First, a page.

5. Boats of the vintage that we would be dealing with, even though they might be glass, will most certainly need to be faired and painted. It is important that enough of the original finish is sanded off so that a minimum of weight is added.
Weight in the ends of the boat.
The weight in the ends issue of course started with the early glass boats that were built by Lippincott that seemed strangely fast when their wooden boats hadn't been that competitive. As a point of interest, I called Bob Lippincott prior to the 1968 Olympic Trials to purchase one of their boats as there were rumors of their speed in the hands of sailors that until then hadn't been going all that well. Needless to say, they couldn't take care of me so I was confronted with being a glass boat builder myself, which of course is what I did for the next season. As to when the lightness went to another level, I can't say for sure, but I'd say it was in the mid to late 80's, meaning boats of the 7200 to 7400 series.
It should be mentioned that for quite some time now builders have been squeezing out as much of the resin as possible, mainly through vacuum bagging, creating what is termed a “dry lay-up” in which the fiberglass cloth appears to be dry. The weight of the resulting lay-up has remained fairly constant over the years, at about 0.7 lbs. per square foot. While the Star Class specifications read “The weight per unit area of any part of the hull, including a representative portion of any structure required to stiffen the surface, must equal or exceed 8.8 kg/m² (1.7 lbs/ft²),” note that this includes structural elements. The 0.7 lbs/ft² is just the foam core with glass and gel coat. The point here is that over the last 20 years or so there has been very little change in the weight at the ends due to construction techniques.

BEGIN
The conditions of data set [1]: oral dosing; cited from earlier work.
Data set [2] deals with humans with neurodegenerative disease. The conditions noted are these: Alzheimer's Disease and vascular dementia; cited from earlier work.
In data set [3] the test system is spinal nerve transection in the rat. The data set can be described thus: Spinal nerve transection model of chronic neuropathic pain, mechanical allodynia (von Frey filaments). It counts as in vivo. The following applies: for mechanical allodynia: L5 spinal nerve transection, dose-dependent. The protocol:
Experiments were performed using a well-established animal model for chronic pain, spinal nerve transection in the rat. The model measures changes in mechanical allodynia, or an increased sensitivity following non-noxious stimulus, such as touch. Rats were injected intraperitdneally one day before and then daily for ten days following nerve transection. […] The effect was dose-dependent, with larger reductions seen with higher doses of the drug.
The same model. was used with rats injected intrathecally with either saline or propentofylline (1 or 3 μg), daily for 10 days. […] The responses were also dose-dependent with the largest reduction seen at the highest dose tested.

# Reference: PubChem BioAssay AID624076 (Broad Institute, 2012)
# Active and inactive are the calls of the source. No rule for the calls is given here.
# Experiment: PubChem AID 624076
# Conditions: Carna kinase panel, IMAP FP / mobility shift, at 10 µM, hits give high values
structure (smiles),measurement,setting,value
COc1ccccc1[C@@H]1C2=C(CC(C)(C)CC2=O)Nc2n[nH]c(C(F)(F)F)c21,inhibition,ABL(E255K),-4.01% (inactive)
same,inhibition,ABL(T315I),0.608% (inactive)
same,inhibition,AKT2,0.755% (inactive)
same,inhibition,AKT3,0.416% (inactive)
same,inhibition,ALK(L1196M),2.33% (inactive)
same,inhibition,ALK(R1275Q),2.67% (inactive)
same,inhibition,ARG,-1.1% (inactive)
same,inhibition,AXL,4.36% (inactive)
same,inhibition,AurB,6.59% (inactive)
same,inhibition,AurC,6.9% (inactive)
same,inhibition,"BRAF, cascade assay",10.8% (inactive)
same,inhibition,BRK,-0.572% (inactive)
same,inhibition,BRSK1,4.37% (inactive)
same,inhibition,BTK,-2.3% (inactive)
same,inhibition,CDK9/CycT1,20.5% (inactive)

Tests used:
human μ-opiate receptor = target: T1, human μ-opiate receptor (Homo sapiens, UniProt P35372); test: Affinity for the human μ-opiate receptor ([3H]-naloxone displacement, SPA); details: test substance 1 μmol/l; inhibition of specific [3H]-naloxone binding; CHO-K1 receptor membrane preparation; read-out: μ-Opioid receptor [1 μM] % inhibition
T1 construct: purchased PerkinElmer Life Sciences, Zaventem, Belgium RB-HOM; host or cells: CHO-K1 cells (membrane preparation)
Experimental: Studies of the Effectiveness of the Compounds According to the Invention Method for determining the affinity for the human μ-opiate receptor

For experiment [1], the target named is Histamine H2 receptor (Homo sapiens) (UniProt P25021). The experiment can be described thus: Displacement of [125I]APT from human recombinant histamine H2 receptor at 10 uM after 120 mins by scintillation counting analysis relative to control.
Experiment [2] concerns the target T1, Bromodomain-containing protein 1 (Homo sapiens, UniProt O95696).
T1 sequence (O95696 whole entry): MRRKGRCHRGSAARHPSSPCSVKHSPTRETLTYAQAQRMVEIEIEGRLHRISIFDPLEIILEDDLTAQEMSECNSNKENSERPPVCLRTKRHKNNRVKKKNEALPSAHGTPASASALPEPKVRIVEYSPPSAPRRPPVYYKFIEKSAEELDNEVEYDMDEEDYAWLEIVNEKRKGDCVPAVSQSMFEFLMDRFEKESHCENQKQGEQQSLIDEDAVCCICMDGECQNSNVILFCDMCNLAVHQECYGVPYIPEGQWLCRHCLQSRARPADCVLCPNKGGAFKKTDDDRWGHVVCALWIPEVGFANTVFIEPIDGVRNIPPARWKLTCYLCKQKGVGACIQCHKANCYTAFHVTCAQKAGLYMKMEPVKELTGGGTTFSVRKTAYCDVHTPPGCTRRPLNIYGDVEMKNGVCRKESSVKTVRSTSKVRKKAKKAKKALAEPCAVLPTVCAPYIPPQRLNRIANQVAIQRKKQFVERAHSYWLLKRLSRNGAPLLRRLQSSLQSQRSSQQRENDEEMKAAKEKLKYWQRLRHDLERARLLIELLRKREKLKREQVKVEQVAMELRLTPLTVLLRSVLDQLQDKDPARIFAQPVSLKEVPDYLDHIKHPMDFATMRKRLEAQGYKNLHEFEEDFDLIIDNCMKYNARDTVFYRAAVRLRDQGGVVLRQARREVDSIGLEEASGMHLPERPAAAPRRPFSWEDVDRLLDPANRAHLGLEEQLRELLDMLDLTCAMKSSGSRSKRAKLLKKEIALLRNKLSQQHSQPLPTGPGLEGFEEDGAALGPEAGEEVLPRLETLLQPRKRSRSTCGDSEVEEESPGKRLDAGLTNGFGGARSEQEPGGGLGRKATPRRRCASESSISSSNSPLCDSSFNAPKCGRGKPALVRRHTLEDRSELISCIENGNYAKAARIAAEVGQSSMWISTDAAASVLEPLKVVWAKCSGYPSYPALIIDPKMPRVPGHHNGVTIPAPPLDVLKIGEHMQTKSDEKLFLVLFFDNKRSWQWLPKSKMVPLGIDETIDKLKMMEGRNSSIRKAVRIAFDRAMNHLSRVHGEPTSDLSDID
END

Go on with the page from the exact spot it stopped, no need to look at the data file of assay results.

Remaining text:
From time to time, a swing test or something similar has been brought up as a way to control the situation but so far nothing seems practical, at least as something that could be done at a regatta. How this affects the practicality of the old boats versus the new is somewhat immaterial as the club level sailor sails primarily in smooth water anyway and the difference only really shows up in ocean, open water, conditions. It's certainly something that needs to be considered though, if the prospective purchaser of the older boat plans on racing in the "big time".
In summary, I would say that for a relatively modest sum of money and a lot of hard work, it is possible for someone to have a boat capable of competing against anyone, anywhere. The candidates are out there. With a little research you might very well find something really special.
Editor’s note: Bill started building Stars at the age of 13 in 1948 with the help of his father. For a history of Bill’s boat building career see the article “Buchan Boats”. Bill used his boats to win three World’s Championships (1961, 1970, 1985) and an Olympic Gold medal (1984). Bill has been a member of the Technical Committee, now the Technical Advisory Board, since 1979 and was its chairman from 1996 through 1998.
 A builder has to take into consideration the fact that the hull shrinks as it cures. A boat built in a mold built to the correct measurements will not measure in because of this. Thus, the hull mold has to be built somewhat larger. Further, depending on the way the hull was laid up it will shrink in various directions which are not completely predictable until after the fact. The tolerances in the Table of Limitations attempt to allow for the result of vagaries due to shrinkage. However, given that the tolerances are now in a fairly narrow range and have been since the Table of Limitations was revised in 1977 and again in the late 1980’s it is questionable that there is much difference in terms of potential boat speed by taking the hull to the maximum or minimum dimensions at the various measurement points.